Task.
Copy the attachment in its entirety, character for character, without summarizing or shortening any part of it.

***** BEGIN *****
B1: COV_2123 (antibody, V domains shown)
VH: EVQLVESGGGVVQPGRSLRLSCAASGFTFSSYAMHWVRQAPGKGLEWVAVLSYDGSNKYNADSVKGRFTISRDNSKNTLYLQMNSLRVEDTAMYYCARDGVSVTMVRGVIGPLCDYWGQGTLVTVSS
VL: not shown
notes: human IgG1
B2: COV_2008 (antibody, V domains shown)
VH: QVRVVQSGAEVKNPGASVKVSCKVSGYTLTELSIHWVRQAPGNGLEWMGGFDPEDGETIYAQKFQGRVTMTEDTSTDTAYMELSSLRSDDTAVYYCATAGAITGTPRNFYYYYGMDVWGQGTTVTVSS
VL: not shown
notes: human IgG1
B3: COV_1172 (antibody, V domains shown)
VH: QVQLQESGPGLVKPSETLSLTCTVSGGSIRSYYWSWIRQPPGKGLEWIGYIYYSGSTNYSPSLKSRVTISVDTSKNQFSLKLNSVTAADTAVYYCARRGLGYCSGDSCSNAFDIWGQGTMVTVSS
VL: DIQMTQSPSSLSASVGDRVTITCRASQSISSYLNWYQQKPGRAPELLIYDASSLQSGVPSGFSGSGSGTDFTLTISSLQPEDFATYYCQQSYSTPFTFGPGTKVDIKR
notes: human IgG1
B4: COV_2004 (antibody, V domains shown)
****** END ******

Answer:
B1: COV_2123 (antibody, V domains shown)
VH: EVQLVESGGGVVQPGRSLRLSCAASGFTFSSYAMHWVRQAPGKGLEWVAVLSYDGSNKYNADSVKGRFTISRDNSKNTLYLQMNSLRVEDTAMYYCARDGVSVTMVRGVIGPLCDYWGQGTLVTVSS
VL: not shown
notes: human IgG1
B2: COV_2008 (antibody, V domains shown)
VH: QVRVVQSGAEVKNPGASVKVSCKVSGYTLTELSIHWVRQAPGNGLEWMGGFDPEDGETIYAQKFQGRVTMTEDTSTDTAYMELSSLRSDDTAVYYCATAGAITGTPRNFYYYYGMDVWGQGTTVTVSS
VL: not shown
notes: human IgG1
B3: COV_1172 (antibody, V domains shown)
VH: QVQLQESGPGLVKPSETLSLTCTVSGGSIRSYYWSWIRQPPGKGLEWIGYIYYSGSTNYSPSLKSRVTISVDTSKNQFSLKLNSVTAADTAVYYCARRGLGYCSGDSCSNAFDIWGQGTMVTVSS
VL: DIQMTQSPSSLSASVGDRVTITCRASQSISSYLNWYQQKPGRAPELLIYDASSLQSGVPSGFSGSGSGTDFTLTISSLQPEDFATYYCQQSYSTPFTFGPGTKVDIKR
notes: human IgG1
B4: COV_2004 (antibody, V domains shown)